Hands play a very important part in expression. As an index of character they have always been given a very high place by portrait painters, but it can not be said that many photographers have given them the same degree of attention.

The tendency has been to hide the hands as much as possible rather than exploit them as a means of getting more character into the portrait. This is due, no doubt, to the difficulty in preventing distortion when they happen to be nearer to the camera than the sitter's face. The trouble is not with the position of the sitter but the position of the camera. And this, in turn, is due to the fact that a lens of too short a focus is used.

The distortion of hands has been referred to so often that many sitters have the impression that "big hands" can not be avoided in a photograph. The photographer does his best not to show the hands at all or to keep them near the body, and the picture often reveals the fact that he has had considerable difficulty in posing. There is stiffness and awkwardness in the attitude and uneasiness in the expression - the face seems terribly conscious of the hands.

If you are very observing you will have ample opportunity to see how others treat hands in their photographs, for nearly every magazine and Sunday paper have pages devoted to pictures of people who are prominent in public life, and many of these pictures have been made by our best photographers.

Note the hands of the artist or musician and compare them with the hands of the man who fought his way to the front in business or politics. It is not always the shape of the hand either. The pose indicates character in an equal degree, as will often be seen in the natural pose of the musician's or artist's hands.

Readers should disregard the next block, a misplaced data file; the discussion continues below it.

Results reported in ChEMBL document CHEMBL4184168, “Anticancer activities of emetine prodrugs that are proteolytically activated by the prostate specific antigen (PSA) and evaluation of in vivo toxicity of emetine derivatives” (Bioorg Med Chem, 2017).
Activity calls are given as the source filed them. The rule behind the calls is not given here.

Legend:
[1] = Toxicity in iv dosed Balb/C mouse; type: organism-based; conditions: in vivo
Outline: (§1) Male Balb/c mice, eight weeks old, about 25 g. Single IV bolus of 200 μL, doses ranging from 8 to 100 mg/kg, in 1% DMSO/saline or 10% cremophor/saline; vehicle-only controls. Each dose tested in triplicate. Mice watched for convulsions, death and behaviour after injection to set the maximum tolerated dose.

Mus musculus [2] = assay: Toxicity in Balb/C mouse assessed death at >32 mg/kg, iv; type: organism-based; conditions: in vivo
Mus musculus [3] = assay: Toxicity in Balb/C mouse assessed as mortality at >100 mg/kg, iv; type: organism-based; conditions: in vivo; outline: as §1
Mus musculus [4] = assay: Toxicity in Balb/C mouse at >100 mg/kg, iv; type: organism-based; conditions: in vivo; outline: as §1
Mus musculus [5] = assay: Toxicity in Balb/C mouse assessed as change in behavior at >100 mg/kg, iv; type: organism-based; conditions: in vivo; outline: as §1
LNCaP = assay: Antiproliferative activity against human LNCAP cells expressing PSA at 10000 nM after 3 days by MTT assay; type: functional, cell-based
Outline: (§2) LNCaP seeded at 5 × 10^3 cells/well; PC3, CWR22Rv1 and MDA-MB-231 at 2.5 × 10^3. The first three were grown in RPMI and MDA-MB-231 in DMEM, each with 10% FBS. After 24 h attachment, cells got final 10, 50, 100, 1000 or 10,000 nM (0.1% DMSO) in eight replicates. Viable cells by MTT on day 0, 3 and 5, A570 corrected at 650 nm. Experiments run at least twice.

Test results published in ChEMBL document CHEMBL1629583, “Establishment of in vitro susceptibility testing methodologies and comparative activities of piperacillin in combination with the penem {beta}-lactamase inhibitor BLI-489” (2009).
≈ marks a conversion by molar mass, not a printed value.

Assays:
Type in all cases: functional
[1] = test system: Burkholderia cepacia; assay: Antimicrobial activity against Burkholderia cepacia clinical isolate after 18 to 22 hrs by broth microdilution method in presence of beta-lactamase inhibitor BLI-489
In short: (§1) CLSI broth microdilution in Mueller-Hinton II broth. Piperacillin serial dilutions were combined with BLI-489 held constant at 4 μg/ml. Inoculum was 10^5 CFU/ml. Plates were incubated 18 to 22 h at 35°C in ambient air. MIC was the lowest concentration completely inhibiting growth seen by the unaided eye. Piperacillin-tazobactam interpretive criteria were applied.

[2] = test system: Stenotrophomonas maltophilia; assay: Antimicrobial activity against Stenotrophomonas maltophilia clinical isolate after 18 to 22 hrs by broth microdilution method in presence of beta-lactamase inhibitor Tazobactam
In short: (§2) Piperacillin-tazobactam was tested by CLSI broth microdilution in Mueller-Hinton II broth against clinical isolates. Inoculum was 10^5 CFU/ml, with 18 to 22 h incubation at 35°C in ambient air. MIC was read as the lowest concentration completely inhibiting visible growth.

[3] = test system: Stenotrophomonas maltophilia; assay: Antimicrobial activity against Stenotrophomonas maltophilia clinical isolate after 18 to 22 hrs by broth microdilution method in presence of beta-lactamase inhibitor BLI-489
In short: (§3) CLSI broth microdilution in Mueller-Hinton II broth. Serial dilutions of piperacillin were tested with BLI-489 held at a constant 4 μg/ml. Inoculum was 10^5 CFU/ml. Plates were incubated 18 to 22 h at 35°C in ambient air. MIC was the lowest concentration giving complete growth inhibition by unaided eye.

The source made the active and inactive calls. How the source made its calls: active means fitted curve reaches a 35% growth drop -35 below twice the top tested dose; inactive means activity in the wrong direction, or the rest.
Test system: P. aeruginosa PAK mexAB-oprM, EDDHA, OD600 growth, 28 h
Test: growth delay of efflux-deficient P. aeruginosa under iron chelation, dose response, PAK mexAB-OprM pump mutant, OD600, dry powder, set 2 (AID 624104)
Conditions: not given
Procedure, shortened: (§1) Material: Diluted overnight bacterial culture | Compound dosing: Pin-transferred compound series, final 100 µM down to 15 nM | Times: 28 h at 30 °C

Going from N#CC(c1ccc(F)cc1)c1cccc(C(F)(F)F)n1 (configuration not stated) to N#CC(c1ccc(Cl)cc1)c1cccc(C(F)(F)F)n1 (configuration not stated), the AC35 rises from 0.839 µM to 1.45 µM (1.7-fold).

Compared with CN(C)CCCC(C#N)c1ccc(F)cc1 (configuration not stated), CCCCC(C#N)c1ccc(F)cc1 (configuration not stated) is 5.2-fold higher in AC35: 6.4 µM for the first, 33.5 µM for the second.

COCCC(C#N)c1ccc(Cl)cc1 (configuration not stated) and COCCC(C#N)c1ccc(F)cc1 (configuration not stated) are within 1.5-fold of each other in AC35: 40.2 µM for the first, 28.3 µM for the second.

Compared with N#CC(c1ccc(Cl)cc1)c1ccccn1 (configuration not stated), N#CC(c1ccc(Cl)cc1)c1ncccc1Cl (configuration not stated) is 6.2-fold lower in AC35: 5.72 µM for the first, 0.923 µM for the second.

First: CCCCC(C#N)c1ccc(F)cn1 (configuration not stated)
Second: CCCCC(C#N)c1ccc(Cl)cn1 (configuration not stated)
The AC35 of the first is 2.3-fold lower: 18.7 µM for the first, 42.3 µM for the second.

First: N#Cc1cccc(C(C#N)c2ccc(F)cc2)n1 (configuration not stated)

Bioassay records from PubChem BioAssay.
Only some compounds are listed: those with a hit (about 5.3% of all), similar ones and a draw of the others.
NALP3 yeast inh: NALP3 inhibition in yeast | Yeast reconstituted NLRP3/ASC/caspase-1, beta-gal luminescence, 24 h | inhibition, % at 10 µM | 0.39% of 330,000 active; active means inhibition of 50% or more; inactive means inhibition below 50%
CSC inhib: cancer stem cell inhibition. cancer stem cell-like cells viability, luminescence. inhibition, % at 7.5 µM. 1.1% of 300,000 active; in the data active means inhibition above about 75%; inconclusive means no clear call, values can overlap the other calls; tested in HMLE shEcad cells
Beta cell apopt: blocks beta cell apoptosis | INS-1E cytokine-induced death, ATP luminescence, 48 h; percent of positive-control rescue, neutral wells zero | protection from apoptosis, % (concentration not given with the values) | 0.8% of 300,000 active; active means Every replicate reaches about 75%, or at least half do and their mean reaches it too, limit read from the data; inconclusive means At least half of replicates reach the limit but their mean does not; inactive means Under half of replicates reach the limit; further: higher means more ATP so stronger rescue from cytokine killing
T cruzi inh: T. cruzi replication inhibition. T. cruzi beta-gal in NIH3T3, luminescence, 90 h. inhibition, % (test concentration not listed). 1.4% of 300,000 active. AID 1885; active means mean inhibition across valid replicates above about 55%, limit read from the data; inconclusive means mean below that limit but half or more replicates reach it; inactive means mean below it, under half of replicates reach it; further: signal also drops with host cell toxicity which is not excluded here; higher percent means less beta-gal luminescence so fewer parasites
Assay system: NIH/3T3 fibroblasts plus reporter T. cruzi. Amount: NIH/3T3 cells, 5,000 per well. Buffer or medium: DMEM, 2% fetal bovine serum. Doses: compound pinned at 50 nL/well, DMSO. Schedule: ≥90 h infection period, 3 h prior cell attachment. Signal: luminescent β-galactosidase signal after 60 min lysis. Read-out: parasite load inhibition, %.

Once a photographer fully realizes the value of hands in a portrait he soon sets about the task of overcoming the difficulties in rendering them. He can not make full use of hands if he has to work in a confined space with a short focus lens, this is certain. It is absolutely necessary to be at a good distance from the sitter and a long focus lens is absolutely essential.

Once the hands have a natural and characteristic position look to the way they are lighted. They should not appear as two spots of light claiming equal attention and fighting against the highlights of the face for first place in the picture.

The face should always claim attention first, for it is of greatest importance in depicting the character of the subject. The hands, while subordinate to the face, are of next importance and offer an excellent means of balancing and adding attractiveness to the composition of the picture, as well as expressing the character of the sitter.

If the space under your light permits you to work at a considerable distance from your subject, and you have not used this decided advantage because you are not the possessor of a long focus lens, get one, if only on trial, and see what a decided improvement it will make in the character of your results, especially as regards hands.